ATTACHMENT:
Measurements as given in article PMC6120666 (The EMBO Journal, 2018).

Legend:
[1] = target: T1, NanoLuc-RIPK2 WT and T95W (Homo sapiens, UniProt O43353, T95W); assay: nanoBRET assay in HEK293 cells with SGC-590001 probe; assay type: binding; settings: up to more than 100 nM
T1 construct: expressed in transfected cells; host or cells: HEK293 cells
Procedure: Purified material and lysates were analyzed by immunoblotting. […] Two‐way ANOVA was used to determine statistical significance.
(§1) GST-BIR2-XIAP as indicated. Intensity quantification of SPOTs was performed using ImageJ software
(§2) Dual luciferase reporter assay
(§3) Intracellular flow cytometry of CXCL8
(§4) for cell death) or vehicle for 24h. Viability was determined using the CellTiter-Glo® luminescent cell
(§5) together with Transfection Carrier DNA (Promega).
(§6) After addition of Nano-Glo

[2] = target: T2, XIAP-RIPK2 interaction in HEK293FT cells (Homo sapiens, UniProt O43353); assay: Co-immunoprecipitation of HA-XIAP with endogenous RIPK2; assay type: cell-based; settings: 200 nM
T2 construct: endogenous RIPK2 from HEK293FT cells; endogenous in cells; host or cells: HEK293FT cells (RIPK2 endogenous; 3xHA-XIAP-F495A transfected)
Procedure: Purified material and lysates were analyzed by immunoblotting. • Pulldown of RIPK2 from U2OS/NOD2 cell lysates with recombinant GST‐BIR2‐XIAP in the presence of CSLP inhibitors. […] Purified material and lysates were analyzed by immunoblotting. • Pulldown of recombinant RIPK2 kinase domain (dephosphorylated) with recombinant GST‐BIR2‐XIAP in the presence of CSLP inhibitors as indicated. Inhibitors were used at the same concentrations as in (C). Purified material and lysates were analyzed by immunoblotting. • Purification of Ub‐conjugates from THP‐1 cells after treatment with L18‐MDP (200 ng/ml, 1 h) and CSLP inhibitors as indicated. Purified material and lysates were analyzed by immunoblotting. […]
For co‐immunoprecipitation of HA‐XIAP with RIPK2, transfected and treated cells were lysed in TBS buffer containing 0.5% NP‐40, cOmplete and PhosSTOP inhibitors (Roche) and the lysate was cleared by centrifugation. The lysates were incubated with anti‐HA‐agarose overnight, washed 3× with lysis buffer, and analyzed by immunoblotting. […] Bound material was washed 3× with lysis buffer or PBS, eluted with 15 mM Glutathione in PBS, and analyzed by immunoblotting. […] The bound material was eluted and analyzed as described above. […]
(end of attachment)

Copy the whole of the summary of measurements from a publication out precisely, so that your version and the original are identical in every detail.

Measurements as given in article PMC6120666 (The EMBO Journal, 2018).

Legend:
[1] = target: T1, NanoLuc-RIPK2 WT and T95W (Homo sapiens, UniProt O43353, T95W); assay: nanoBRET assay in HEK293 cells with SGC-590001 probe; assay type: binding; settings: up to more than 100 nM
T1 construct: expressed in transfected cells; host or cells: HEK293 cells
Procedure: Purified material and lysates were analyzed by immunoblotting. […] Two‐way ANOVA was used to determine statistical significance.
(§1) GST-BIR2-XIAP as indicated. Intensity quantification of SPOTs was performed using ImageJ software
(§2) Dual luciferase reporter assay
(§3) Intracellular flow cytometry of CXCL8
(§4) for cell death) or vehicle for 24h. Viability was determined using the CellTiter-Glo® luminescent cell
(§5) together with Transfection Carrier DNA (Promega).
(§6) After addition of Nano-Glo

[2] = target: T2, XIAP-RIPK2 interaction in HEK293FT cells (Homo sapiens, UniProt O43353); assay: Co-immunoprecipitation of HA-XIAP with endogenous RIPK2; assay type: cell-based; settings: 200 nM
T2 construct: endogenous RIPK2 from HEK293FT cells; endogenous in cells; host or cells: HEK293FT cells (RIPK2 endogenous; 3xHA-XIAP-F495A transfected)
Procedure: Purified material and lysates were analyzed by immunoblotting. • Pulldown of RIPK2 from U2OS/NOD2 cell lysates with recombinant GST‐BIR2‐XIAP in the presence of CSLP inhibitors. […] Purified material and lysates were analyzed by immunoblotting. • Pulldown of recombinant RIPK2 kinase domain (dephosphorylated) with recombinant GST‐BIR2‐XIAP in the presence of CSLP inhibitors as indicated. Inhibitors were used at the same concentrations as in (C). Purified material and lysates were analyzed by immunoblotting. • Purification of Ub‐conjugates from THP‐1 cells after treatment with L18‐MDP (200 ng/ml, 1 h) and CSLP inhibitors as indicated. Purified material and lysates were analyzed by immunoblotting. […]
For co‐immunoprecipitation of HA‐XIAP with RIPK2, transfected and treated cells were lysed in TBS buffer containing 0.5% NP‐40, cOmplete and PhosSTOP inhibitors (Roche) and the lysate was cleared by centrifugation. The lysates were incubated with anti‐HA‐agarose overnight, washed 3× with lysis buffer, and analyzed by immunoblotting. […] Bound material was washed 3× with lysis buffer or PBS, eluted with 15 mM Glutathione in PBS, and analyzed by immunoblotting. […] The bound material was eluted and analyzed as described above. […]